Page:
This is the first installment of our preseason ‘Hot Take’ series where each Bright Side writer put his foot down on a take that’s at least a little contrary to popular opinion. First up: Omar, and the Brooklyn Nets.
This NBA offseason has fundamentally changed the landscape of the NBA, especially among the top teams. The Lakers and the Clippers are fighting for Western/LA superiority, the Warriors are trying to rebound after a tough finals loss and the Rockets are all in with Russell Westbrook and James Harden. The East is even messier with Milwaukee and Philadelphia fighting for the top with teams like Boston, Indiana, Toronto and Orlando racing behind them.
There is one team that has gotten a lot of attention for their moves and how they’ve turned their team around and it’s the Brooklyn Nets. The team signed Kyrie Irving and Kevin Durant to four-year deals and looks to take over the league once Durant is healthy.
However, I don’t believe we’ll see the Nets win the East with those two.
Durant’s impending free agency was perhaps the biggest story during the NBA season last year. People were convinced he would sign with the New York Knicks or that he’d go to the Clippers or that he’d stay in Golden State. At the end of the day, he and Irving took their talents to Brooklyn, an up and coming team that just made the playoffs last year.
There’s so much to be positive about but there are also reasons to not believe in this team.
The biggest is the Achilles tear Durant suffered in the Finals, perhaps the most devastating injury in basketball. It’s going to take probably a year for Durant to get himself back to 70-80% of what he was and that’s if he doesn’t have any setbacks. Remember, in 2015 Durant suffered a foot injury which basically plagued him the entire season and he had multiple setbacks on it. Kobe Bryant, the year he came back from his Achilles tear, tore his ACL, effectively killing whatever he had left in his tank. Demarcus Cousins two years ago suffered a torn Achilles and he hasn’t been the same since. The one positive for Durant is that he isn’t a big man that’s carrying a lot of weight and can shoot from practically anywhere. However, he’s also seven feet and 31 years old, he doesn’t have fresh legs and his length could make his rehab tougher to deal with.
It’s probably going to take Durant another season beyond this one just to get himself back at 100% and by that time, we have no idea what the league will look like since Kawhi Leonard, Paul George, Giannis Antetokounmpo, Lebron James and others could be free agents. There could be a new superpower in the East or the Nets could regress after such a promising 2018-19 season. Even if there’s no major changes in the East, we have no idea if Durant can return back to his prime at that time given everything that’ll come from that. Prime Durant is perhaps the best player in the East but that’s not including the leaps Giannis take in those years or what the Celtics or 76ers look like. He’s gonna need help regardless of the circumstance.
This leads me to the second star on the team, Kyrie Irving. Irving is one of the best point guards in the league and he’s got some of the best handles ever but he’s also got some problems. We just saw the biggest issue during his time in Boston, he wasn’t able to rally the troops behind him in a way that Lebron James and other greats have done. The team was ravaged with drama and turmoil, failing to live up to their finals potential.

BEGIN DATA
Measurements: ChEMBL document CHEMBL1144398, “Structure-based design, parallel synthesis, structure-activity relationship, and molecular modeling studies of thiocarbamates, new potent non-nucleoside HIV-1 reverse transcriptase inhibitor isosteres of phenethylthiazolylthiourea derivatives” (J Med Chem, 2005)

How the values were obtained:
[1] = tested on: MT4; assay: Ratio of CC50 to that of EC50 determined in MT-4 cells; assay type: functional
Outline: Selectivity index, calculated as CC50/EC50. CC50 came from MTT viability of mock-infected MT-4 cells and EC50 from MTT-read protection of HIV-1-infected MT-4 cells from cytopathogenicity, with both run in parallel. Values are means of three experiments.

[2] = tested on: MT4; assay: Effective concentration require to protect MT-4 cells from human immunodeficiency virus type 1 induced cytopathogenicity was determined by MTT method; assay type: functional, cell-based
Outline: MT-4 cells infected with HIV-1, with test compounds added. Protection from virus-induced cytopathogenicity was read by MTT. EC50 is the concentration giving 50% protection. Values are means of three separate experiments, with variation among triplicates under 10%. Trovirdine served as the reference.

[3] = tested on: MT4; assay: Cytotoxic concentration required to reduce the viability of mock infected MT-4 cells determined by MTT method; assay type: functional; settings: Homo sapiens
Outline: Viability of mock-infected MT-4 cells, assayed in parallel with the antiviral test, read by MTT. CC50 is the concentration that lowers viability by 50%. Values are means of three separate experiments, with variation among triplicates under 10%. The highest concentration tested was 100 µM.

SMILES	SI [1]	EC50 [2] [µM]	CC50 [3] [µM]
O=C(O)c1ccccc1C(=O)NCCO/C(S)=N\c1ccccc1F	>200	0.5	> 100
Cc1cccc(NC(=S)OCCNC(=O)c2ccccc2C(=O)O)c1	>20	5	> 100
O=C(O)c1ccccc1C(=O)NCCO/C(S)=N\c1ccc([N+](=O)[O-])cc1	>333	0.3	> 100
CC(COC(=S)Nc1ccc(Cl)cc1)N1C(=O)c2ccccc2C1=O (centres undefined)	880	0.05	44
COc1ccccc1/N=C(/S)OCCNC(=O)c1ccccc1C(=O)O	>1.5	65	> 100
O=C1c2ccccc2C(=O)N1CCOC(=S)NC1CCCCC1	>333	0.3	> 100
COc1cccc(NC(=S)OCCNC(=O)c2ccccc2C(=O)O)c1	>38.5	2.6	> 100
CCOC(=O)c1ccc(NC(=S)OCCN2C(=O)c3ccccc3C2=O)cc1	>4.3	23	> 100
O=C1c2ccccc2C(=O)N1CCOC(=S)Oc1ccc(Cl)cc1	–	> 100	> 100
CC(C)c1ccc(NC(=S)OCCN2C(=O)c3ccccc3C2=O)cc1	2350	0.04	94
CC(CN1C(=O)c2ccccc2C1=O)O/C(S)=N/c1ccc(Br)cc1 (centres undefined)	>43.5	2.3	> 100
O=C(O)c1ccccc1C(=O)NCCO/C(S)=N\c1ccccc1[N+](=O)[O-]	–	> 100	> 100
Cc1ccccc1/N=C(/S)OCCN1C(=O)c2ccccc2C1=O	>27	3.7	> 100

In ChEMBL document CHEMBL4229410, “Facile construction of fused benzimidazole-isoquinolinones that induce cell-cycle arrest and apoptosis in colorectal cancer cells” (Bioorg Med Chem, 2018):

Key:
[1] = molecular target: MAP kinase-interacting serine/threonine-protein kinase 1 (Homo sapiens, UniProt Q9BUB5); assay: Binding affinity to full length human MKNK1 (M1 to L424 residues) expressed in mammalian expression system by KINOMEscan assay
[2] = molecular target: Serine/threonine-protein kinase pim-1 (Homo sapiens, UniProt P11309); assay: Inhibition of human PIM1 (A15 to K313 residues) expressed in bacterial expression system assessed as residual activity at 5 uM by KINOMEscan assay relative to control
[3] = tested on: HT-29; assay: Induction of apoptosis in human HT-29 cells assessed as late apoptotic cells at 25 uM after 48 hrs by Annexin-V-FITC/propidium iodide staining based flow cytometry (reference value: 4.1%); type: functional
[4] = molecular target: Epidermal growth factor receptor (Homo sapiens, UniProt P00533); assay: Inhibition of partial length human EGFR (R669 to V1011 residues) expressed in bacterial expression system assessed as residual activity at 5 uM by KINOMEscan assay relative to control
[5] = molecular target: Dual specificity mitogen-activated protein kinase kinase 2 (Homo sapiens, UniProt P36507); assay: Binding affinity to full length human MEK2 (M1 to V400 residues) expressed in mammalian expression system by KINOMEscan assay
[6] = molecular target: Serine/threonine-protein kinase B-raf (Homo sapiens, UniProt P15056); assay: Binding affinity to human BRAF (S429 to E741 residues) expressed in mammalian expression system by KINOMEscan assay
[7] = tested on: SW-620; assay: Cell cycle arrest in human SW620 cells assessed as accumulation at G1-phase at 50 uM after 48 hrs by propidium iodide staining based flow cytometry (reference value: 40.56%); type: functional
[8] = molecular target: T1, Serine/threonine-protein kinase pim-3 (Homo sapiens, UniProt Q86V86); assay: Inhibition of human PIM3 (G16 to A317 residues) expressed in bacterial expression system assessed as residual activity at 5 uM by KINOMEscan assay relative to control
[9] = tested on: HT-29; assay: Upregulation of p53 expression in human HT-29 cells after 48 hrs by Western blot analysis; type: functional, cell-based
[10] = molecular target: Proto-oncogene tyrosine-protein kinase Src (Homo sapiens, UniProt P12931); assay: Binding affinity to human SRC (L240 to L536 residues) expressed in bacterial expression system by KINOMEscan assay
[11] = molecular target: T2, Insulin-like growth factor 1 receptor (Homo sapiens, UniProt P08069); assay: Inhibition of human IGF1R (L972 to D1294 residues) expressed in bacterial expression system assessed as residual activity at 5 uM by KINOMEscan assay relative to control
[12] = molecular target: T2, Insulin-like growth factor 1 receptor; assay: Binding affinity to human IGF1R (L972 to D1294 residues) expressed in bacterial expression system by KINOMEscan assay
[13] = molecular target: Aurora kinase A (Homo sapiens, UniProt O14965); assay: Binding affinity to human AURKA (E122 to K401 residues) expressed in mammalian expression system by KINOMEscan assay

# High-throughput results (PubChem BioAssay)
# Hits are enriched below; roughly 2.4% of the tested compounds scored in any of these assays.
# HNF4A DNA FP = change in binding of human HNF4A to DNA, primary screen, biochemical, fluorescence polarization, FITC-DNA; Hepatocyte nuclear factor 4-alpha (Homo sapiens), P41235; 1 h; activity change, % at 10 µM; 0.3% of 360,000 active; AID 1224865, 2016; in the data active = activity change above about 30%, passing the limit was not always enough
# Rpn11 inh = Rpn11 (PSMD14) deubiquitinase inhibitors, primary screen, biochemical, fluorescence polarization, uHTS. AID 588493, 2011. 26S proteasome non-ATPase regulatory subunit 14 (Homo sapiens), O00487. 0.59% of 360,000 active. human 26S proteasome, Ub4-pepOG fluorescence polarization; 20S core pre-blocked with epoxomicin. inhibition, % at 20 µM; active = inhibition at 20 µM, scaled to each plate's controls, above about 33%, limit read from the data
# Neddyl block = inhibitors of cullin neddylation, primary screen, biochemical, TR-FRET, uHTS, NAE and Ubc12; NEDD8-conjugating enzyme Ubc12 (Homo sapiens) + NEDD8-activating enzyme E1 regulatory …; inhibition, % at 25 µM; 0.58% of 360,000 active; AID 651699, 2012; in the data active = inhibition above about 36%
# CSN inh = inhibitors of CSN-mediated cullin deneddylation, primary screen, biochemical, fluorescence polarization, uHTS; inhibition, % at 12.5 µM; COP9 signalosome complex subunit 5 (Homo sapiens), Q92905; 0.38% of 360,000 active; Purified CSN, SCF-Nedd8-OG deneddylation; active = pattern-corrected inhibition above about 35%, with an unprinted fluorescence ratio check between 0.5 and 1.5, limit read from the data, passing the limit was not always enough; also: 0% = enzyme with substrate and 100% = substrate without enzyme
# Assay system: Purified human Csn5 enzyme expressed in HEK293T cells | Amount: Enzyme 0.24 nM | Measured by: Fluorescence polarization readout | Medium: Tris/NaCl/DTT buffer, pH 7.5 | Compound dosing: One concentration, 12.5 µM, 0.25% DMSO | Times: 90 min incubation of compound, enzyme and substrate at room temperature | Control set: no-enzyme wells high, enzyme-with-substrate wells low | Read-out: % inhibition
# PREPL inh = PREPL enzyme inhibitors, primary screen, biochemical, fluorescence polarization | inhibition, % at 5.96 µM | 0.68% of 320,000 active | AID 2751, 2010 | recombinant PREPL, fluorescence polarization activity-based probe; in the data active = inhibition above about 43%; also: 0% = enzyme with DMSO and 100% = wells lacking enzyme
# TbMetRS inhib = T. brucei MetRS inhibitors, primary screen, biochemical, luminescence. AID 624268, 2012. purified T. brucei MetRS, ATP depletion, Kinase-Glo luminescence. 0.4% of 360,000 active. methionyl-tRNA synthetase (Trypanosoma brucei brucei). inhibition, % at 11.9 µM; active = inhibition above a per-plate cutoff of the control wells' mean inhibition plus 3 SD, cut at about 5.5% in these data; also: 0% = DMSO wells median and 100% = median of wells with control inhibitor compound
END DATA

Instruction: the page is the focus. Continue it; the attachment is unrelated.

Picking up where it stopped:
That shouldn’t matter since you’d assume Durant is the leader yet in his opening press conference, Irving went out of his way to proclaim himself as Durant’s protector and to make sure he doesn’t rush out. We know that Irving wanted out of Cleveland because he wanted his own team and we know KD felt like an outsider in Golden State. Now, I highly doubt the two would willingly sign on the same team if they haven’t had a conversation about this. There’s a good chance the two already know how they want to play but what we don’t know is how Durant will come back from his injury. If the team fails to succeed or if Durant can’t be the guy but expect to be the guy, there could be some friction and that could tank any chance for a title.
Another issue we saw in Boston is Irving isn’t good enough to carry a team to the promised land as the only star. We saw him shine with LeBron in Cleveland but the team got bullied by Milwaukee last season after making it to the Eastern Conference Finals without him. By the time Durant is healthy, we can’t expect him to be one of the three best players in the world and we know Irving’s limit is around the top 10 players, good but not good enough to carry a team to the promised land.
A good solution to this problem is to build a deep team around them and while the Nets have some solid players, I don’t know if they got a team ready to beat the top dogs in the NBA. Their lack of experience is a hole they need to get through and they need point guard Spencer Dinwiddle to continue to grow like he did last year (average nearly 17 ppg.)
Now, there’s a massive chance I’m wrong on this take. Brooklyn crawled out of the hellhole they were in and made themselves a playoff contender. They’re run by smart people and for all we know, Durant can come back and look like the top tier superstar he was in Oklahoma and Golden State. Irving might take the lesson of Boston and redeem himself in Brooklyn and the two would form a dangerous duo that rips the East apart for years to come. The team can take the next two years to grow and build off each other and by year three they can finally make a finals run. The Brooklyn Nets were the big winner in the free agency dance, landing two All-stars, one of which is a generational talent. This team should be a title contender for years but a horrific injury should have us concerned over their chances. All I know is that it’s an exciting time to be a Brooklyn Nets fan.